LEIMERT PARK, CALIFORNIA — Eddie North-Hager moved to Leimert Park, an 11,000-person neighborhood in Los Angeles, because it was the type of community in which he wanted to raise his family. And yet whenever he read anything about the area in the news, it seemed that he encountered endless versions of the same negative story.
“If you would search for things about the neighborhood online, you were going to get a crime or a gang story, when that’s not the real narrative,” North-Hager says. “There was a real gap. There was nothing about ‘What can I do in my community for fun, education, or civic engagement?'”
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North-Hager, who was working in public relations when he first moved to Leimert Park in 2005, had been a newspaper reporter for fifteen years, at publications like the Arizona Republic and the Daily Breeze in Carson, Calif. After a couple years living in Leimert Park, he decided to launch a hyperlocal news site that better catered to what he believed was the true identity and pulse of the neighborhood.
Leimert Park Beat went live in 2007. It was meant to serve as a “community-centered social network” that covered local news, and also offered event listings that couldn’t be found in the likes of the Los Angeles Times. There were already several local newspapers aimed at the African American community (Leimert Park is 90 percent African American), but North-Hager felt that he could fill a needed role with his online focus and his emphasis on community involvement.
North-Hager was conscious of the fact that he was the new Caucasian guy in the neighborhood, and that some might be wary of his setting up an institution that might be seen as trying to speak for the community. He wanted to explicitly avoid any pretensions to be the “authoritative source with one voice.” A platform for many voices, he felt, was what the web was all about.
At first, though, North-Hager was both founder and lone content producer, tasked with problem of attracting those “many voices” so that the site could more closely resemble his ultimate vision.
His editorial approach was simple. After all, he was writing about the community in which he resided, “So I was always thinking about what news I could use, the news I would want living here,” he says.
The approach worked, and the audience grew. In a community of 11,000 people, the site is seeing on average anywhere from 10,000 to 15,000 unique visitors per month, according to Hager’s numbers.
In order to engage this growing audience, North-Hager created a membership model that requires readers to register with their bio, a photo, and zip code. Registration is required in order to post news items, events, photos or opinion pieces. He currently has over 1,300 registered users who contribute stories on anything from parades to musical performances to Martin Luther King, Jr. or post photos of high school basketball games. (A fellow Los Angeles news site posted a video about Leimert Park Beat reaching the thousand member markin August of 2011.)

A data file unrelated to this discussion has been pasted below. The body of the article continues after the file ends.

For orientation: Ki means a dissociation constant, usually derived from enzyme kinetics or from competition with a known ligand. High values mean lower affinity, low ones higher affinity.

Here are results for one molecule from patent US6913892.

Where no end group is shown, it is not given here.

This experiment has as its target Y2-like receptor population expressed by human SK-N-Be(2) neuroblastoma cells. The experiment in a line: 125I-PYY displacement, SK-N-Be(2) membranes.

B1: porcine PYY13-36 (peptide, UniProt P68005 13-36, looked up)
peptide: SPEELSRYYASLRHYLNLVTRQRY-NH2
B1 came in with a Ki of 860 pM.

Despite this large community, North-Hager still produces the majority of the site’s content. He has ambitions to further inspire his members to “feel a responsibility to be citizen journalists,” he says. “They’re not classically trained on how to cover a crisis at city hall, but they do know how to cover events and take photos and talk about meetings that are coming up, or give their opinions on a new grocery store or about the streets being cleaned. It makes them feel more connected and brings value back to the website.”
Leimert Park Beat is low on revenue, but its overhead is low, too. North-Hager’s full-time job in public relations pays his bills and helps keep the project going. In addition, the site sells ads as well as sponsorships. Rates are posted on the site, and range from $1000 per month for a “Title sponsor” to $300 per month for the footer.
Leimert Park Beat has also funded stories through Spot.us, and has teamed up with local news outlets, including Intersections South LA, which CJR profiled in April 2011. One collaboration with that site, titled “Redevelopment Hell,” led to the demolition of a long-vacated shopping center in the area.
North-Hager has also taken this relationship with readers offline. At the first “offline event” for the site’s members, there was a clown and a DJ for the kids, food was served, and a range of speakers, including a city councilman, addressed the crowd. “We had 100 people turn out to what was essentially a city council meeting,” North-Hager says. People approached him and thanked him for his work: “I’ve never hugged so many people.”
Leimert Park Beat Data
Name: Leimert Park Beat
City: Leimert Park